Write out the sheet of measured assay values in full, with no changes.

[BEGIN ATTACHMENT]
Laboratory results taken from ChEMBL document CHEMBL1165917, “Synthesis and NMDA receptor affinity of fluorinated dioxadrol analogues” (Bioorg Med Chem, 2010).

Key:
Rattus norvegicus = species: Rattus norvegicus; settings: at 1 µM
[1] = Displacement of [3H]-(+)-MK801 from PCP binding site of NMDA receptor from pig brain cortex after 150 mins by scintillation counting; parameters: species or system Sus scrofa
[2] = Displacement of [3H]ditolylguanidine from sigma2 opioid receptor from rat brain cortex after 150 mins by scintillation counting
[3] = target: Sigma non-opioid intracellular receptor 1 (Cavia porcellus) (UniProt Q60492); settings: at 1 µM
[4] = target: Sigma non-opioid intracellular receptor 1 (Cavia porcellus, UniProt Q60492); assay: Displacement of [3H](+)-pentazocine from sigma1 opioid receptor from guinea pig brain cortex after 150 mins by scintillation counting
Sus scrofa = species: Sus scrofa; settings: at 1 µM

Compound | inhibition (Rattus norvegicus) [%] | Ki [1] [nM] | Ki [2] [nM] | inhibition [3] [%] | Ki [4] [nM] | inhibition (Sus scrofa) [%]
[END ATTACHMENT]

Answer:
Laboratory results taken from ChEMBL document CHEMBL1165917, “Synthesis and NMDA receptor affinity of fluorinated dioxadrol analogues” (Bioorg Med Chem, 2010).

Key:
Rattus norvegicus = species: Rattus norvegicus; settings: at 1 µM
[1] = Displacement of [3H]-(+)-MK801 from PCP binding site of NMDA receptor from pig brain cortex after 150 mins by scintillation counting; parameters: species or system Sus scrofa
[2] = Displacement of [3H]ditolylguanidine from sigma2 opioid receptor from rat brain cortex after 150 mins by scintillation counting
[3] = target: Sigma non-opioid intracellular receptor 1 (Cavia porcellus) (UniProt Q60492); settings: at 1 µM
[4] = target: Sigma non-opioid intracellular receptor 1 (Cavia porcellus, UniProt Q60492); assay: Displacement of [3H](+)-pentazocine from sigma1 opioid receptor from guinea pig brain cortex after 150 mins by scintillation counting
Sus scrofa = species: Sus scrofa; settings: at 1 µM

Compound | inhibition (Rattus norvegicus) [%] | Ki [1] [nM] | Ki [2] [nM] | inhibition [3] [%] | Ki [4] [nM] | inhibition (Sus scrofa) [%]